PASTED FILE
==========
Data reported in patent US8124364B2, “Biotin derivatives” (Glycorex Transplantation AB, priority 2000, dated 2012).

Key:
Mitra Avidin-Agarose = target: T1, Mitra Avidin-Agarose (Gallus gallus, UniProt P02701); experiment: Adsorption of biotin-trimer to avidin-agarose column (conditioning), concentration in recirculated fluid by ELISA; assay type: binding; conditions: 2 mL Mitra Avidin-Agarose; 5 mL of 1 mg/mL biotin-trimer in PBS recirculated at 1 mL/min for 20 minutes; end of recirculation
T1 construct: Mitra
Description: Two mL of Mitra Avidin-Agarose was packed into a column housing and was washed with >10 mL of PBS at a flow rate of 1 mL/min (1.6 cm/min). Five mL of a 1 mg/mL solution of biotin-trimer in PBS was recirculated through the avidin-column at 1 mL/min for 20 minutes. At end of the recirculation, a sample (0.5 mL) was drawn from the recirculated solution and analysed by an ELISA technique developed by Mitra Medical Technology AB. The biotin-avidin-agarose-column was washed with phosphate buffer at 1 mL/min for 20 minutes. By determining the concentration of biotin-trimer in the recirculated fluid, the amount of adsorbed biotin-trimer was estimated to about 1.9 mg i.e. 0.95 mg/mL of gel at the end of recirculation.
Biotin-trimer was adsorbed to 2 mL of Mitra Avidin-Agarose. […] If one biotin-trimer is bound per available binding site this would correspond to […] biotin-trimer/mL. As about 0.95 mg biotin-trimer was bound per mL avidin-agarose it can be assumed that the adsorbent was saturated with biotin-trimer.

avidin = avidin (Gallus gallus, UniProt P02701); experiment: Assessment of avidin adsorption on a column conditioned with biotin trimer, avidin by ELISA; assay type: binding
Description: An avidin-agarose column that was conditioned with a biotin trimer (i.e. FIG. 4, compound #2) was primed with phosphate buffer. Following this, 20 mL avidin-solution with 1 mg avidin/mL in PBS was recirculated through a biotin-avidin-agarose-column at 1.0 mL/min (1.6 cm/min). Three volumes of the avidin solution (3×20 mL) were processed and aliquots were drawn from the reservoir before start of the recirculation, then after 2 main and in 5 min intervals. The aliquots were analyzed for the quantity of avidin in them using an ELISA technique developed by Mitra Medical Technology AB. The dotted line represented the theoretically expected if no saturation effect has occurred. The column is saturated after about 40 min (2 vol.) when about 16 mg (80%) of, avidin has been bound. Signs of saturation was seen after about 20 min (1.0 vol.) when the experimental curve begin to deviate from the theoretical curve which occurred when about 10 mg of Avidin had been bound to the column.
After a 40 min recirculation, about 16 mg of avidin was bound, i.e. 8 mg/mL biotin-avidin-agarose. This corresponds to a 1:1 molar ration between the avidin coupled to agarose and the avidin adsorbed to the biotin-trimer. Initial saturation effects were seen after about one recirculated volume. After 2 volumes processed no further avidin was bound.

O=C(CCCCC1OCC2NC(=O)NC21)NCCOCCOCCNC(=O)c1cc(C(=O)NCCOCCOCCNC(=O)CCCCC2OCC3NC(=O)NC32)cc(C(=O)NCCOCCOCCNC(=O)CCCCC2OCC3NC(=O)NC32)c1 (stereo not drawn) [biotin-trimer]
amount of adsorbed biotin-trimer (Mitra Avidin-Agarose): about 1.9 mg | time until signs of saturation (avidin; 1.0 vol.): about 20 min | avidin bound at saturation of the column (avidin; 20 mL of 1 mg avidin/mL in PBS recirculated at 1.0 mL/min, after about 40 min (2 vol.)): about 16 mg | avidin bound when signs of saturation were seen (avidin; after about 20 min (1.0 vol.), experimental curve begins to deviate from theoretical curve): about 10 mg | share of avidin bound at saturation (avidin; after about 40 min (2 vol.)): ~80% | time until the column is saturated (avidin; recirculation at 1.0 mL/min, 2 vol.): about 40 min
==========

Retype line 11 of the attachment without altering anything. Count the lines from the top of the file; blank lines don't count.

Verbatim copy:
amount of adsorbed biotin-trimer (Mitra Avidin-Agarose): about 1.9 mg | time until signs of saturation (avidin; 1.0 vol.): about 20 min | avidin bound at saturation of the column (avidin; 20 mL of 1 mg avidin/mL in PBS recirculated at 1.0 mL/min, after about 40 min (2 vol.)): about 16 mg | avidin bound when signs of saturation were seen (avidin; after about 20 min (1.0 vol.), experimental curve begins to deviate from theoretical curve): about 10 mg | share of avidin bound at saturation (avidin; after about 40 min (2 vol.)): ~80% | time until the column is saturated (avidin; recirculation at 1.0 mL/min, 2 vol.): about 40 min